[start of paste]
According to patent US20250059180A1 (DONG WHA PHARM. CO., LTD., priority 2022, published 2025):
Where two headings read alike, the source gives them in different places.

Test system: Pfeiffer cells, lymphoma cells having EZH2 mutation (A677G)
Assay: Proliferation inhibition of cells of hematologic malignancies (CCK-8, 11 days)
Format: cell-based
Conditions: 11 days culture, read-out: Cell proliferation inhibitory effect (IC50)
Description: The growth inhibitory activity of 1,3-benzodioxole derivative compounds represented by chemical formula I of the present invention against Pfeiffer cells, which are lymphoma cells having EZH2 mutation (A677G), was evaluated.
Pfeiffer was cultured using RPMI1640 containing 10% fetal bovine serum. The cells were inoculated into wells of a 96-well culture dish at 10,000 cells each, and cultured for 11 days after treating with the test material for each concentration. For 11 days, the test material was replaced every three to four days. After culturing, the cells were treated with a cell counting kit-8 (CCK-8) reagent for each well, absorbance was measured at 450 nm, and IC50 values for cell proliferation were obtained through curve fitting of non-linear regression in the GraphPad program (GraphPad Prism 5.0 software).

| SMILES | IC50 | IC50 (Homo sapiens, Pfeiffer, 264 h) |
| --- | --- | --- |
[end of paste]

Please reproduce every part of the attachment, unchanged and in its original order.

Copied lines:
According to patent US20250059180A1 (DONG WHA PHARM. CO., LTD., priority 2022, published 2025):
Where two headings read alike, the source gives them in different places.

Test system: Pfeiffer cells, lymphoma cells having EZH2 mutation (A677G)
Assay: Proliferation inhibition of cells of hematologic malignancies (CCK-8, 11 days)
Format: cell-based
Conditions: 11 days culture, read-out: Cell proliferation inhibitory effect (IC50)
Description: The growth inhibitory activity of 1,3-benzodioxole derivative compounds represented by chemical formula I of the present invention against Pfeiffer cells, which are lymphoma cells having EZH2 mutation (A677G), was evaluated.
Pfeiffer was cultured using RPMI1640 containing 10% fetal bovine serum. The cells were inoculated into wells of a 96-well culture dish at 10,000 cells each, and cultured for 11 days after treating with the test material for each concentration. For 11 days, the test material was replaced every three to four days. After culturing, the cells were treated with a cell counting kit-8 (CCK-8) reagent for each well, absorbance was measured at 450 nm, and IC50 values for cell proliferation were obtained through curve fitting of non-linear regression in the GraphPad program (GraphPad Prism 5.0 software).

| SMILES | IC50 | IC50 (Homo sapiens, Pfeiffer, 264 h) |
| --- | --- | --- |